Sleep Mask

A comfortable eye cover or sleep mask will also cut out how much light. These lightweight and portable accessories block out light directly, ensuring that you can sleep undisturbed no matter how bright your surroundings might be. Not everyone likes how a sleep mask feels – I’m one of those people – but if you aren’t bothered by them, its worth giving it a try.

Betting on Bedding: Ensuring Comfort All Night

Overlanding bedding
The right camp bedding will go a long way to improving your comfort at night.

The Right Sleeping Pad Matters

Foam or inflatable or hybrid? While foam pads offer resilience, inflatable ones adjust to your contours and keep you further off the ground. Both act as insulators against that chilly ground. My personal favorites are hybrid pads that have foam on the inside but also fill with air to help you adjust the firmness. These come in a range of different sizes now, and if you are car camping you can bring one that’s quite thick and comfortable.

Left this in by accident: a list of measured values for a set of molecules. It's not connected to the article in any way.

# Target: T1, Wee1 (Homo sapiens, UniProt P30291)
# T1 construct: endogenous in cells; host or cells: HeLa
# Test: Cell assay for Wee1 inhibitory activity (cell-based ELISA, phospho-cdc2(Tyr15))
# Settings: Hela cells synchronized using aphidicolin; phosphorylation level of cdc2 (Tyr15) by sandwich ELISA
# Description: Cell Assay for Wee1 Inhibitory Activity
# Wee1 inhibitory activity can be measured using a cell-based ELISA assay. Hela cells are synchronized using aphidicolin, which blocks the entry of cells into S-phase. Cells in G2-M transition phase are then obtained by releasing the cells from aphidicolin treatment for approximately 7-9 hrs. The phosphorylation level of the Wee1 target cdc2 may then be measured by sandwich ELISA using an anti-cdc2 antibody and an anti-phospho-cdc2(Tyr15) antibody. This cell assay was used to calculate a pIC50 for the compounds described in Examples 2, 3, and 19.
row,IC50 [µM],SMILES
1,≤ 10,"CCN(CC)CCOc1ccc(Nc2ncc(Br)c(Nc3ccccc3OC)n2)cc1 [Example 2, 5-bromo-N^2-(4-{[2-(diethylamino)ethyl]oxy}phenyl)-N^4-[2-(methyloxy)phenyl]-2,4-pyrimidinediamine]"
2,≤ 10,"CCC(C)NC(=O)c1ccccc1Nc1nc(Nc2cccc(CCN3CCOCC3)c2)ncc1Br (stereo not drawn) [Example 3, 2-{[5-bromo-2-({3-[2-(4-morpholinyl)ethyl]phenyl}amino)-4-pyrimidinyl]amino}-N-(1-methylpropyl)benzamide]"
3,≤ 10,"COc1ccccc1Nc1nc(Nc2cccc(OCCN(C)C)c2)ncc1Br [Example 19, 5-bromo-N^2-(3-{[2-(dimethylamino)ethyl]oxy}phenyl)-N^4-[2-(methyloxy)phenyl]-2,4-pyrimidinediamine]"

Sleeping Bag Secrets

There’s nothing worse than a night of chattering teeth. So, get your bag’s temperature rating right. Love to sprawl? Opt for a rectangular bag. Feeling the cold? The mummy-style bag’s got your back. If you’re sleeping set up and the temperature permits, sleeping under blankets can make for a better night’s sleep than a sleeping bag in my experience. We sleep under blankets in our roof-top tent, but bring sleeping bags as a backup in case we run into surprisingly cold nights.

Pillows: Don’t Compromise Comfort

Ever tried substituting a rolled-up jacket for a pillow? Spoiler: It’s not fun. From inflatable to compressible, choose what cradles your neck just right. It’s a tiny luxury, but it makes a world of difference. If you are car camping or overlanding, I recommend bringing a full sized pillow. Yes, they take up space, but it’s so worth it for a good night’s sleep.

Layering: The Balance between Warm and Cool

Camping layers for sleeping

Moisture-Wicking Base Layers